But he certainly would wish to see the 21stcentury re-set of training underway to be fully supported and funded.
See also the following:
Vice Admiral Dewolfe Miller, III
Commander, Naval Air Forces/Commander, Naval Air Force, US Pacific Fleet
Vice Adm. DeWolfe Miller is a native of Annapolis, Maryland, grew up in York, Pennsylvania, and graduated from the U.S. Naval Academy in 1981. He holds a Master of Science from the National Defense University, is a Syracuse University national security management fellow and is a graduate of the Navy’s Nuclear Power Program.
His operational assignments include Training Squadron (VT) 19 in Meridian, Mississippi; Attack Squadron (VA) 56 aboard USS Midway (CV 41); Strike Fighter Squadron (VFA) 25 on USS Constellation (CV 64); VFA-131 and VFA-34 both aboard USS Dwight D. Eisenhower (CVN 69); executive officer of USS Carl Vinson (CVN 70); commanding officer of USS Nashville (LPD 13); commanding officer of USS George H.W. Bush (CVN 77) and as a flag officer, commander of Carrier Strike Group (CSG) 2 participating in combat Operations Enduring Freedom and Iraqi Resolve.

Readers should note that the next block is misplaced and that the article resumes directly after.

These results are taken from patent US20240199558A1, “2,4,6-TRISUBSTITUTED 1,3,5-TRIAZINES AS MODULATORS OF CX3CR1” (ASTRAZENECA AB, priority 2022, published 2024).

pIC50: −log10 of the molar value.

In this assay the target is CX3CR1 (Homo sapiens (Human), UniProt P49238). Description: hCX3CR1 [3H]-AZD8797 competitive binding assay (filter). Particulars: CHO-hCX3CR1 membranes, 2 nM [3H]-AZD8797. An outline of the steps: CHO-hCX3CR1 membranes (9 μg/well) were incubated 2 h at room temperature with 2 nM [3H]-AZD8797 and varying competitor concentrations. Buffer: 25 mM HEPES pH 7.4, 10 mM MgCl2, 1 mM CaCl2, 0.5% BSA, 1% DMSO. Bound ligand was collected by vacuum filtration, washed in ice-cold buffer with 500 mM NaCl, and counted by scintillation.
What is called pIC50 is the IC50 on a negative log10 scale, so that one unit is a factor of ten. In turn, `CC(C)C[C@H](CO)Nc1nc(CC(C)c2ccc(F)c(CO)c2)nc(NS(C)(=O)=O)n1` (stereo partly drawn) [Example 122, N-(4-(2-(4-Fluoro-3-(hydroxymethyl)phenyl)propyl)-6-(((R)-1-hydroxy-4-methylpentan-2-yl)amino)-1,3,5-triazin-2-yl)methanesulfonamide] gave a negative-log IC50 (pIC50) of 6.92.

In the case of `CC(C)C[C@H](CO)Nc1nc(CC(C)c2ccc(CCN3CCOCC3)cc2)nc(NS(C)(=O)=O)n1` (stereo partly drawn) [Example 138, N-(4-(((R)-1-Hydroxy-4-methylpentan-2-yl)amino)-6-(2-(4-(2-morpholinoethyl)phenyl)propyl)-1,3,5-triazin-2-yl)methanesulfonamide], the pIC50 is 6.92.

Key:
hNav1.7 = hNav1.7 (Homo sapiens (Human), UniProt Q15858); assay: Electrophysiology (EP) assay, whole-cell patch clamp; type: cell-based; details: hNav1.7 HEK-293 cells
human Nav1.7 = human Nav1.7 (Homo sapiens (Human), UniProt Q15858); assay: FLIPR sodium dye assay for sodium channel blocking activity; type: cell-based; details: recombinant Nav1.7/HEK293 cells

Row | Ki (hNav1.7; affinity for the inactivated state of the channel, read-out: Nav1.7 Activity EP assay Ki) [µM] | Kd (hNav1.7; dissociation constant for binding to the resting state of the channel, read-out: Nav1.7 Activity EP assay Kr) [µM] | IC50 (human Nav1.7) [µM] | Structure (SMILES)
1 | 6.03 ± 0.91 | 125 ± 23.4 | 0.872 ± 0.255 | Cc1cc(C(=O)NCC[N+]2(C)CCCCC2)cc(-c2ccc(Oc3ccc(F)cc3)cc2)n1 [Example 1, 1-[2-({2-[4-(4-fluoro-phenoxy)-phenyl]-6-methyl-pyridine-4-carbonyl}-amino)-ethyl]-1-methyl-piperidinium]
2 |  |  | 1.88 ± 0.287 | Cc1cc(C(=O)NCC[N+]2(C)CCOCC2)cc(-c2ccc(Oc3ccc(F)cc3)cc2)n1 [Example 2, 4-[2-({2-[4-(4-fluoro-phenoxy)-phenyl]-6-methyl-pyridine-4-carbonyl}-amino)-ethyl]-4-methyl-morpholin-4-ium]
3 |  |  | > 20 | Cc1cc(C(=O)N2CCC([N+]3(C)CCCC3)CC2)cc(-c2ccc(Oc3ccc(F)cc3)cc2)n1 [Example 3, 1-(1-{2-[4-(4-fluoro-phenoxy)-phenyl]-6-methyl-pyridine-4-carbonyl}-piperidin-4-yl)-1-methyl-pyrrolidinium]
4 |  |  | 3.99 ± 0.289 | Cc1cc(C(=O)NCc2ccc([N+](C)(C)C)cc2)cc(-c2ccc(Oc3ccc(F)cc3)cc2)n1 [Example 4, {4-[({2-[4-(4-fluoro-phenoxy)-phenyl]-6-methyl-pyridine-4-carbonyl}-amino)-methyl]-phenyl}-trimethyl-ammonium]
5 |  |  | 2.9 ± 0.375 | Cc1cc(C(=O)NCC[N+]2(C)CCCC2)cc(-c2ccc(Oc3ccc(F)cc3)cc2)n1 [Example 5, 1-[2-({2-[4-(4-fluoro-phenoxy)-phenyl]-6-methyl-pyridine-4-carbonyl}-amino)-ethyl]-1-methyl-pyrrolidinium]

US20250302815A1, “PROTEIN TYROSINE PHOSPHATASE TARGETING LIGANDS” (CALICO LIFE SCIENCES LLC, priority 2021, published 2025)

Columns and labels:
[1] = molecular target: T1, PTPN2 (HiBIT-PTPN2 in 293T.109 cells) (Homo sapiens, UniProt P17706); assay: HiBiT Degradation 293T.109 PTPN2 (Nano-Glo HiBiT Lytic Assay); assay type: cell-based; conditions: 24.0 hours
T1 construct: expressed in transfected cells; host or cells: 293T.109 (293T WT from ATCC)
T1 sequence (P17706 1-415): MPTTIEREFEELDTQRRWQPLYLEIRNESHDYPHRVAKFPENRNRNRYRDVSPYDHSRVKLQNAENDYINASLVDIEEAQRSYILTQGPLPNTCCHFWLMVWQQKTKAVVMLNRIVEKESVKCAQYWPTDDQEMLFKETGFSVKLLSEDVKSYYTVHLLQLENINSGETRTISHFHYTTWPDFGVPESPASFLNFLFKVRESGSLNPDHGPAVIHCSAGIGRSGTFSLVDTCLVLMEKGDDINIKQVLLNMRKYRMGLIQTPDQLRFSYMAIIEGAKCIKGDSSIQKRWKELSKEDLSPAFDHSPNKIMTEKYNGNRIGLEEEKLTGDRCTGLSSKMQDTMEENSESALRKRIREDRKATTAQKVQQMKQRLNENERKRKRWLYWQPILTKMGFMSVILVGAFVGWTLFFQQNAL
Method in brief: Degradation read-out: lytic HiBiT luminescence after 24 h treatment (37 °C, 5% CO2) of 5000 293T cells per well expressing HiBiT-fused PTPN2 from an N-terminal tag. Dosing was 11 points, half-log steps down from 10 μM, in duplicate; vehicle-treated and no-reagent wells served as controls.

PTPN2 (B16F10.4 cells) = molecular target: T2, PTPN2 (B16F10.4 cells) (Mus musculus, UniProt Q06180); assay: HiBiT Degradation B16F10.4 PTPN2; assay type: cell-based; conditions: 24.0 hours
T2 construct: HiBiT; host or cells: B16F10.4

Miller’s shore tours include Air Test and Evaluation Squadron (VX) 5; aviation programs analyst Office of the Chief of Naval Operations (OPNAV N80); Strike Fighter Weapons School Atlantic; deputy director of naval operations at the Combined Air Operations Center during Operation Allied Force; Office of Legislative Affairs for the Secretary of Defense; aircraft carrier requirements officer for Commander, Naval Air Forces; and flag officer tours in OPNAV as director for Intelligence, Surveillance and Reconnaissance (N2N6F2); assistant deputy chief of naval operations for Warfare Systems (N9B); and most recently as director, Air Warfare (N98).
Miller became Naval Aviation’s 8th “Air Boss” in January 2018.
He is entitled to wear the Defense Superior Service Medal, Legion of Merit, Bronze Star, Meritorious Service Medal, Air Medal and other personal, unit and service awards.
For a recent presentation by VADM Miller to the UK Air Power Convention, 2019, see below:UK AirPower Convention Speech_FINAL_July2019